Castles of Europe
ABOVE: Leeds Castle in Kent, England.
has more historic castles than North America has White Castles or Burger Kings.
For every World's Largest Rutabaga or Paul Bunyan statue in the United States
and Canada, there are probably a dozen castles in Europe--many of which have
been standing, in one form or another, for more than a thousand years.
Some castles are ruins; others are schools, youth hostels, or government
buildings; still others are private homes; and many are open to the public as
tourist attractions or hotels. In this article, we'll point you toward Web
resources to help you plan castle visits during your next European trip.
On Page 2, you'll find background
reading and a selection of articles about specific castles.
Page 3 has links to directories
of castles throughout Europe.
Page 4 and Page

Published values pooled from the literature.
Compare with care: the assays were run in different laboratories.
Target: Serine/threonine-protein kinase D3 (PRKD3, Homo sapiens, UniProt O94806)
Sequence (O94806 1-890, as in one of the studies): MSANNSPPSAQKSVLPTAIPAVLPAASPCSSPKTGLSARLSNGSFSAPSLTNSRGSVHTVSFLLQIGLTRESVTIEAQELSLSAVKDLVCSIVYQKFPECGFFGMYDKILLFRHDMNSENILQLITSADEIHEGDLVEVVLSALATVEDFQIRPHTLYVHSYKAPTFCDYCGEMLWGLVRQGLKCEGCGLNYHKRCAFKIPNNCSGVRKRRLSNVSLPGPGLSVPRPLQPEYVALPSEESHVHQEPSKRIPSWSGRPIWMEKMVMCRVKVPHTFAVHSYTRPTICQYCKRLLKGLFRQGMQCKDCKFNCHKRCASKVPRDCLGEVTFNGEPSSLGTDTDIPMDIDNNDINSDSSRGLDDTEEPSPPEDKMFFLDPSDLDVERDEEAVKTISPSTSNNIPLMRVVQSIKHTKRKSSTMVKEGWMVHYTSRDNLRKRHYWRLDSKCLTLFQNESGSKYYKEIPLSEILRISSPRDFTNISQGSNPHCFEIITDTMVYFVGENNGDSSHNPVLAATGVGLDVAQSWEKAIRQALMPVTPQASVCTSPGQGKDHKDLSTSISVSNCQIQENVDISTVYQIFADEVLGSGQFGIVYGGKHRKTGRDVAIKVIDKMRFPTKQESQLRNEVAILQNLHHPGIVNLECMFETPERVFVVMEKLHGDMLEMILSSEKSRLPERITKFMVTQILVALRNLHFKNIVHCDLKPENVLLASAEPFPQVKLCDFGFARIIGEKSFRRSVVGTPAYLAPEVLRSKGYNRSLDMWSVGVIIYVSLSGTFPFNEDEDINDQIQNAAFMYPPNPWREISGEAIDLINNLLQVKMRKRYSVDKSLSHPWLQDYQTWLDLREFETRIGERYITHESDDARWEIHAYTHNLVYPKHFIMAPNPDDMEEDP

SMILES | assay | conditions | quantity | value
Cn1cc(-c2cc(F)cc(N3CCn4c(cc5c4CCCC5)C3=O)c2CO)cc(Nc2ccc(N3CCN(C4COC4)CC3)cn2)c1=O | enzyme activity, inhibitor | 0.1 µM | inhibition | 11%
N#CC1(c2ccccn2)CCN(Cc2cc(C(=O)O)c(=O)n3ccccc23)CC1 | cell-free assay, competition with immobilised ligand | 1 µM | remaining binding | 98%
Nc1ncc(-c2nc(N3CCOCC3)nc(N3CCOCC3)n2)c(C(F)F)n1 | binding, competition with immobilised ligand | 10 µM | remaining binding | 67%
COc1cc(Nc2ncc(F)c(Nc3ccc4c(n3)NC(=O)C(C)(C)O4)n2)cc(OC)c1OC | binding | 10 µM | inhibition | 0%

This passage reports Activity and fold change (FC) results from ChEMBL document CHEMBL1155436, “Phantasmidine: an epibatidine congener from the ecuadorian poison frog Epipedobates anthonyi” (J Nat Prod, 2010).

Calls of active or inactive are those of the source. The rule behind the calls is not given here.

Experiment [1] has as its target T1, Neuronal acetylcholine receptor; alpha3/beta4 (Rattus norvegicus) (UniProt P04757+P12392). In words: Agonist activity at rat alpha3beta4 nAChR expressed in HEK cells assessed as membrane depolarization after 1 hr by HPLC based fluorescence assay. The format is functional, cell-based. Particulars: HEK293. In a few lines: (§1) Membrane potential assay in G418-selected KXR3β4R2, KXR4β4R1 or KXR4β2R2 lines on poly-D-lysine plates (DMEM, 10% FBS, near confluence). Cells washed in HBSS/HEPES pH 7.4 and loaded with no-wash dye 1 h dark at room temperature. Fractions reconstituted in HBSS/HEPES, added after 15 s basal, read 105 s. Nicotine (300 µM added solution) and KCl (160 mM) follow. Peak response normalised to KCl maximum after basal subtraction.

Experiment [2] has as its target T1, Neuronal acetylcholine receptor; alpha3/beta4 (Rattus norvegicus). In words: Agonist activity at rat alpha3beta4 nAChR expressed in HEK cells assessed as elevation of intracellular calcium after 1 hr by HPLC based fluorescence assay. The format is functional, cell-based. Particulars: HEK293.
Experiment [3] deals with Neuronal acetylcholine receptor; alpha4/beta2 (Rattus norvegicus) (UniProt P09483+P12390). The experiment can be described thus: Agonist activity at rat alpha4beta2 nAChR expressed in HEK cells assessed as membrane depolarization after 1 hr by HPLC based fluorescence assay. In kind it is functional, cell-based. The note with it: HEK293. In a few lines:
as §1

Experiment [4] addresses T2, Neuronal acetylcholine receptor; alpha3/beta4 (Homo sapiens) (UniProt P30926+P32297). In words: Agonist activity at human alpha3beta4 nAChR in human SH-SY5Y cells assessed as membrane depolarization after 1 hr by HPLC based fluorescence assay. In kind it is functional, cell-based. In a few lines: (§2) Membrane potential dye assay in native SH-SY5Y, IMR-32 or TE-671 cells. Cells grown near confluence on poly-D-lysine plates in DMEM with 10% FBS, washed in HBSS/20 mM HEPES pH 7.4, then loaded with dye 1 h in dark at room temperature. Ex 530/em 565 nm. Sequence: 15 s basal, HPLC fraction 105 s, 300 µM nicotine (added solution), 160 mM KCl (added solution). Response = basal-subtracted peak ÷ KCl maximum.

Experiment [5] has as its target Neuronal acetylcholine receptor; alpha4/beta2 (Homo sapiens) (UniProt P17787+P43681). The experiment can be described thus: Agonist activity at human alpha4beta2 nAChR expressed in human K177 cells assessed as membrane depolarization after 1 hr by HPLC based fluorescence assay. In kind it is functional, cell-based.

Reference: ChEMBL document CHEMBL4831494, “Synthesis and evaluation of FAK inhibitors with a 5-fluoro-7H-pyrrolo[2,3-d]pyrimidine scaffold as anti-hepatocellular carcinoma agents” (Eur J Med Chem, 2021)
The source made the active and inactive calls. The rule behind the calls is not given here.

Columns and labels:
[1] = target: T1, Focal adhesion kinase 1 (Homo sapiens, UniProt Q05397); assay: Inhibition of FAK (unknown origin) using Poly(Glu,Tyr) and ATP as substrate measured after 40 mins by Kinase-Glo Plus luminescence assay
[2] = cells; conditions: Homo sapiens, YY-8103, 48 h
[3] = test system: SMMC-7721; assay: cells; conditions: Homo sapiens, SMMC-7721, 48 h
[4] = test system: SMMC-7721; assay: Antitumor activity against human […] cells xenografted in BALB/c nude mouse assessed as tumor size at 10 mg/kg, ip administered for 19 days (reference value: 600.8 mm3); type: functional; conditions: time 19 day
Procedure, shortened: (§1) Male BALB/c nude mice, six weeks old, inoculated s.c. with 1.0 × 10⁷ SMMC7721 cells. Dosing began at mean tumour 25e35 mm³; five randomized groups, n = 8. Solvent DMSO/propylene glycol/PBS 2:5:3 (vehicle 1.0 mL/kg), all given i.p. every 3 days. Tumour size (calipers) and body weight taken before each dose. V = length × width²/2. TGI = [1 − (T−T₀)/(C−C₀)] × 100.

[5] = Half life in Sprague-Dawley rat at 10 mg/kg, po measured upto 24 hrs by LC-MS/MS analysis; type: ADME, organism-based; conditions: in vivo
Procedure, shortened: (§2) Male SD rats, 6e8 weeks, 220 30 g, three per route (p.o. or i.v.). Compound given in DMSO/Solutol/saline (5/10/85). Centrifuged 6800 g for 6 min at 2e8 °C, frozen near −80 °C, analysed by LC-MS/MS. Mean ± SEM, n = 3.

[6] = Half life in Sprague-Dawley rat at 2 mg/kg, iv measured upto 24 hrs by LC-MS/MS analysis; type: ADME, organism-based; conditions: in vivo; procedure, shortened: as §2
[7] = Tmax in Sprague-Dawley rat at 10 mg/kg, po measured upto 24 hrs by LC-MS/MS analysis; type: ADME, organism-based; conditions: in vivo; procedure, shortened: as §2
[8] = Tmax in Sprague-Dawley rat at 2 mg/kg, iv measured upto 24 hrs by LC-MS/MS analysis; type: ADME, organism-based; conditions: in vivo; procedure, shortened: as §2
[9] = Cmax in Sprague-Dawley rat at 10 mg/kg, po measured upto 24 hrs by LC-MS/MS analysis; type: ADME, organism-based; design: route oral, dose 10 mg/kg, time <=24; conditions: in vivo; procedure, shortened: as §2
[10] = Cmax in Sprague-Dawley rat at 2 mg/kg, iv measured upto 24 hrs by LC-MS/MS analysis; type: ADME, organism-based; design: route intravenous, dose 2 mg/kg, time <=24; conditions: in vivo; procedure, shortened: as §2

5 include links to individual castle Web sites by country.
Finally, Page 6 has resources to
help you find castle hotels or rent a castle by the week.
Tip: The biggest and most famous castles can be overrun by tourists during
the peak summer season, so don't feel guilty about skipping them and heading
for lesser-known castles that the mass-market bus tours pass up. After all, the
big-name castles will still be there on your next trip, which--with luck--you
can schedule for May, early June, or September, when most castles are open to
visitors but aren't unpleasantly crowded.
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Need a car in Europe?
If you live outside the EU,
a tax-free Renault or Peugeot tourist car lease can be cheaper than renting
for visits of 21+ days. Minimum driver age is 18, there' s no upper age
limit, and rates include insurance.
For car rentals under 21 days:
Traveling by train?
Get free schedules, maps,
and guides for 50+ European railroads. (Residents of North and Central
America can buy tickets and rail passes online.)
From Durant and Cheryl Imboden:
About Europe for Visitors